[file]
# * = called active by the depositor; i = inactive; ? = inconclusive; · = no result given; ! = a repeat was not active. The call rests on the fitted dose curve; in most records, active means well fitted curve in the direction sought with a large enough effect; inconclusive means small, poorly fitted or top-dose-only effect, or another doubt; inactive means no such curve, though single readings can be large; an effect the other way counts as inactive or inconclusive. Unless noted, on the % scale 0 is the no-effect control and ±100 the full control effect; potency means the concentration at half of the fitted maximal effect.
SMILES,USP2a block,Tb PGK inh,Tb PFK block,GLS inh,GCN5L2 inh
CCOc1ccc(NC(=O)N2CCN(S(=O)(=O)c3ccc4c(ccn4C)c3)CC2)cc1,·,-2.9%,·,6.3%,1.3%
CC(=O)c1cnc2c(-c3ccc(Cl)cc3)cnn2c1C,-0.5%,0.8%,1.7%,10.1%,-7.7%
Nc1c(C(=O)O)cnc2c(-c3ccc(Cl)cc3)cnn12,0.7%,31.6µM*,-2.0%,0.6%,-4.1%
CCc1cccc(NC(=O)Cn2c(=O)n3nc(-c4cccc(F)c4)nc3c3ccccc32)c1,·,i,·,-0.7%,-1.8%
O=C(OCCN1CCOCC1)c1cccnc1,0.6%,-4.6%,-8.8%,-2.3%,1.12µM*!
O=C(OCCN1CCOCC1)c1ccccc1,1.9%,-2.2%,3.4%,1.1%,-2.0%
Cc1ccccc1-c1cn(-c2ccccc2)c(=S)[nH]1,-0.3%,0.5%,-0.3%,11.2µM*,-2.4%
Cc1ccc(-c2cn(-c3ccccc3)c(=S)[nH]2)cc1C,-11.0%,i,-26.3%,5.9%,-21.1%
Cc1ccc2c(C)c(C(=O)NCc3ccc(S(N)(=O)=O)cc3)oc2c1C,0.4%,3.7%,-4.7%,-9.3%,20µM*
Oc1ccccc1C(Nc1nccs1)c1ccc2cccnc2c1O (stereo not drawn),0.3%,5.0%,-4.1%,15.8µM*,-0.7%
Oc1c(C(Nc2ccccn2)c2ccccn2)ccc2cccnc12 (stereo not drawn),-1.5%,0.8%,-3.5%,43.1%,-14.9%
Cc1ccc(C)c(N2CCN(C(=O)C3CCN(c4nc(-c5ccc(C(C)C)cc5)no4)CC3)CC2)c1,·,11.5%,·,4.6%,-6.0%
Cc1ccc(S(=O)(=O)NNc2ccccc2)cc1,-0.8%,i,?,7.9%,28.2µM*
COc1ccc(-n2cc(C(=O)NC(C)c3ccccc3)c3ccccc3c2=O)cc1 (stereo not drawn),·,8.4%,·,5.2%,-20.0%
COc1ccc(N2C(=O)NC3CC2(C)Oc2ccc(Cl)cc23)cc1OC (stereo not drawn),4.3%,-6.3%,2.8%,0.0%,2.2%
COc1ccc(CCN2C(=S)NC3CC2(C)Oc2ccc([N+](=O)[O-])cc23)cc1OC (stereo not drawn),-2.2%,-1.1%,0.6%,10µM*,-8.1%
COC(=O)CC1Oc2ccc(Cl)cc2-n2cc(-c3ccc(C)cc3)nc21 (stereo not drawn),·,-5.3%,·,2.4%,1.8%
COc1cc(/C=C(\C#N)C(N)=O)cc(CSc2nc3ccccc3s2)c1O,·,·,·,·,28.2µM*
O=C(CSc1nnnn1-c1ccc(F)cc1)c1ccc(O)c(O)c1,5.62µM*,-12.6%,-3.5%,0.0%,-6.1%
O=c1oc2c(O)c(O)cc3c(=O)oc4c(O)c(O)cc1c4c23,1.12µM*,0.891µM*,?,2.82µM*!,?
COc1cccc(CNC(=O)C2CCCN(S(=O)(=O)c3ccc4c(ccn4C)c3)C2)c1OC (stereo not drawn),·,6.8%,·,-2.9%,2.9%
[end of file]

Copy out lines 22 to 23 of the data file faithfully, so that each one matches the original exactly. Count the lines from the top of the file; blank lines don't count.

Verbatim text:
O=c1oc2c(O)c(O)cc3c(=O)oc4c(O)c(O)cc1c4c23,1.12µM*,0.891µM*,?,2.82µM*!,?
COc1cccc(CNC(=O)C2CCCN(S(=O)(=O)c3ccc4c(ccn4C)c3)C2)c1OC (stereo not drawn),·,6.8%,·,-2.9%,2.9%